Matt Taylor: Defensive Mindset
We caught up with Assistant Coach Matt Taylor to get his thoughts on Scotland's defensive effort against Samoa and the squad's preparations for the remaining Pool A games against Russia and Japan.
How satisfying is it for a defence coach to keep the opposition scoreless?
“From the first lineout we got off the line, we double-hit them and knocked them back. I think we took the stuffing out of them a little bit. It’s exactly what we needed to do and it was great the boys managed to do that early in the game and set a platform.
“You usually have a feeling in the first five or 10 minutes whether the boys are zoned in and that was really good. We spoke most of the week about that, so it was good we managed to start the game in the right mental space and right mindset.
“It is very satisfying when you’re a defence coach and manage to keep the sheet clean. Sometimes games go your way and sometimes they don’t. It was really good we put in a performance we could be proud of.”
How can Scotland get back to that level without needing reaction for motivation?
“The reality is it’s a knockout now. Every game is like a quarter-final. We have to turn up and play Russia with the right mindset and do a good professional job. Hopefully, if we do that, we set ourselves up for a really good game against Japan.
“I will be very disappointed if we don’t show the same aggression and mindset because we know, if we don’t show up, we are out. It is basically knockout every game for us now.
“We are back on the dance floor, we are back in the competition, and we have to make sure we do it for the next two games.”
How pleased were you with the back-row against Samoa?
“The back-row did a superb job. There was a really good balance. We had some really big guys in there. I thought Jamie Ritchie was outstanding, as was Magnus [Bradbury] and Blade [Thomson].
“Jamie is an excellent defensive player and the other two are very good defensive players, too, but they give you a bit more of a carry. The balance was really good, which helped our overall game.”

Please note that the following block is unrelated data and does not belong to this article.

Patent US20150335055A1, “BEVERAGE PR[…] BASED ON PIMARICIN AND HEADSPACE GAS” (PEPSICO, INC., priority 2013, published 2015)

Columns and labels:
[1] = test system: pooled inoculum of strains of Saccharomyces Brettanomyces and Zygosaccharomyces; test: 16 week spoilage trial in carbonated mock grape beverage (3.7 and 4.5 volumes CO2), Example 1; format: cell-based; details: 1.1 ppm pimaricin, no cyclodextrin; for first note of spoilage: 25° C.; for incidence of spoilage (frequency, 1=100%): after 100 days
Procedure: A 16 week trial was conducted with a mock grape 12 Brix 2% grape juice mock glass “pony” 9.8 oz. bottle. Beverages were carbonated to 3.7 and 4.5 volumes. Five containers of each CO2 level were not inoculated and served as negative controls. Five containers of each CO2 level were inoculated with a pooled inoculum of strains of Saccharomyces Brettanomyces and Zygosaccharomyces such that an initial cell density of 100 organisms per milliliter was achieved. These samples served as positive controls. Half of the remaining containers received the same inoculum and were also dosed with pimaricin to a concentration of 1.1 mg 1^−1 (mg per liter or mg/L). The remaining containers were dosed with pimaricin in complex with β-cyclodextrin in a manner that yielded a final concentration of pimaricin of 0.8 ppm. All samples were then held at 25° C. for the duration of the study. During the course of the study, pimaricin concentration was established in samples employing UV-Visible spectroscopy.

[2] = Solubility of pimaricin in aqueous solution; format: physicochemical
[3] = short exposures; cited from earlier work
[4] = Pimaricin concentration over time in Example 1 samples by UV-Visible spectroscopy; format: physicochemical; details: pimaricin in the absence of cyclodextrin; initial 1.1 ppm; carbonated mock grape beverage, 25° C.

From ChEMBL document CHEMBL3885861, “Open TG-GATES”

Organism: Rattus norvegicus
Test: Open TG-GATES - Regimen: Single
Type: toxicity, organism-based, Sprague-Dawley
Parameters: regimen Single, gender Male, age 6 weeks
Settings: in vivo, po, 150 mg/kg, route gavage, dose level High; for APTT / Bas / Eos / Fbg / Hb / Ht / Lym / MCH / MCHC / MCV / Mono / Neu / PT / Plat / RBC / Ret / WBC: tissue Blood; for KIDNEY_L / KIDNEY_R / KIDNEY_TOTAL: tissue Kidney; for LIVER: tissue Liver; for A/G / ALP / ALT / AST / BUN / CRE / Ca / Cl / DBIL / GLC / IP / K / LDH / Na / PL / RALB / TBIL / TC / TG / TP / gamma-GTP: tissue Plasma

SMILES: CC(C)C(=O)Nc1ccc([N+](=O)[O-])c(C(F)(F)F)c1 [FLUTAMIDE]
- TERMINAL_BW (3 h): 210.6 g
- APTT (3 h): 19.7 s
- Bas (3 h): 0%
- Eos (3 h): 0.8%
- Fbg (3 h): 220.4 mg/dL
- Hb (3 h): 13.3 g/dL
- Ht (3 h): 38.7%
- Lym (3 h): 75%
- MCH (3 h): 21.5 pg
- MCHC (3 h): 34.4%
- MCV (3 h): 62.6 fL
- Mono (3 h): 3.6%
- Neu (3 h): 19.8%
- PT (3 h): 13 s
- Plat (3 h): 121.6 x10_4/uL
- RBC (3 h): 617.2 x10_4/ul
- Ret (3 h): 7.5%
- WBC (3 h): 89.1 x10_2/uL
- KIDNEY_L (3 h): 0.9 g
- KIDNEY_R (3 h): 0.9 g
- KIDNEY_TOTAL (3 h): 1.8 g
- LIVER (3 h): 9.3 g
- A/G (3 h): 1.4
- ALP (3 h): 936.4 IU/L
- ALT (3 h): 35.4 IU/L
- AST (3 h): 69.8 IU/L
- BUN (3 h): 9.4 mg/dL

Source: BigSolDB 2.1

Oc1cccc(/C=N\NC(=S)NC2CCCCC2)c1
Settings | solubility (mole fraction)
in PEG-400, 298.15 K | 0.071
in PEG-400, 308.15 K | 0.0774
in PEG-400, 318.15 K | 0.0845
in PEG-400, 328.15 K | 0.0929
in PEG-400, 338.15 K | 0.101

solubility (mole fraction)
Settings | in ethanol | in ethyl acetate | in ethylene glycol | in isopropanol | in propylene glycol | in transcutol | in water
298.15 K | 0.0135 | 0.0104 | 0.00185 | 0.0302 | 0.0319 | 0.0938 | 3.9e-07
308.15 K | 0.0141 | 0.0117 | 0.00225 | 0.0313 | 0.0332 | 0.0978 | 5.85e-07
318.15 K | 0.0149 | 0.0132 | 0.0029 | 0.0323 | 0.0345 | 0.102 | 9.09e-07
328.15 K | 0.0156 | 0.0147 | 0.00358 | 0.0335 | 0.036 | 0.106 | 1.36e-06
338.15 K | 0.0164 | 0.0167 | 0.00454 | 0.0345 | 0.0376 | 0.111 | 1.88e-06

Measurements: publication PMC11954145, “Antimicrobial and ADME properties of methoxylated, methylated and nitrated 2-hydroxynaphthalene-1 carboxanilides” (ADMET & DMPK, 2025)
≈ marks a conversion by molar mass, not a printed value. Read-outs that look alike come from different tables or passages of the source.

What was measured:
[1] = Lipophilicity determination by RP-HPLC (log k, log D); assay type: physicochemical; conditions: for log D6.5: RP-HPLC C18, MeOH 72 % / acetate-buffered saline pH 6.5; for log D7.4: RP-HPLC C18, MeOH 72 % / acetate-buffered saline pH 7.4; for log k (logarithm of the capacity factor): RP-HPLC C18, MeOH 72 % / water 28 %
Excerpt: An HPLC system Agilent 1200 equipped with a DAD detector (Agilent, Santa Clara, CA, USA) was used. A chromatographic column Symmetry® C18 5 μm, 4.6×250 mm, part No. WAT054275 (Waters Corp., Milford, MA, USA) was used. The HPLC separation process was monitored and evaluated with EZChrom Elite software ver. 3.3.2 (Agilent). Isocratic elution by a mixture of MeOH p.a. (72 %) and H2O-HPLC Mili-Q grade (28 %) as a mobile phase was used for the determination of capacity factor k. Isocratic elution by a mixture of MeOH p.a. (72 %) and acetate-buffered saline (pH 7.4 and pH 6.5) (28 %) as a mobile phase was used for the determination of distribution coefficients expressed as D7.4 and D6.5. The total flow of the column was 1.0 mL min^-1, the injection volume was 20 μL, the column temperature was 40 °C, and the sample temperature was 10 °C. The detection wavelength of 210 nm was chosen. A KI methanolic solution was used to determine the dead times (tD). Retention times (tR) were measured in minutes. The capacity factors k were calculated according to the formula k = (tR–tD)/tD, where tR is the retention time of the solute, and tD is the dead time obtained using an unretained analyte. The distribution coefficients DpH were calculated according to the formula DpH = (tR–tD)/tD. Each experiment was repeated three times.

How will you manage the short turnaround between facing Russia and Japan?
"We have to manage two teams - who's playing and who's not. We've got to plan our tactics and make sure we do a professional job going into Russia. Then, three or four days later, with not much physical training, we go into Japan.
"We have to get the training right, the balance, the strategy, the players right. We've got to get a lot of things right because it's not a normal two weeks. Our planning and preparation has to be spot on.
"You don't really want to be looking towards Japan and not do a good job on Russia. Japan will mean nothing unless we get the Russia job done. It's a balancing act and we just need to make sure we nail it."
Does the prospect of a fairy-tale finish for the hosts give them an edge?
"The World Cup is in Japan and they are probably everyone's favourite team at the moment. We know that, but we're a proud rugby nation. We've had reasonable success in World Cups in terms of getting through the group stages.
"In that last game they are going to have to be worried about us a little bit as well, depending on how we go in this next game.
"If we do well in the Russia match then it sets it up for a great game; what a great World Cup moment to see who gets out of the pool. We'll throw everything at it to win that game. They will have to be worried about us."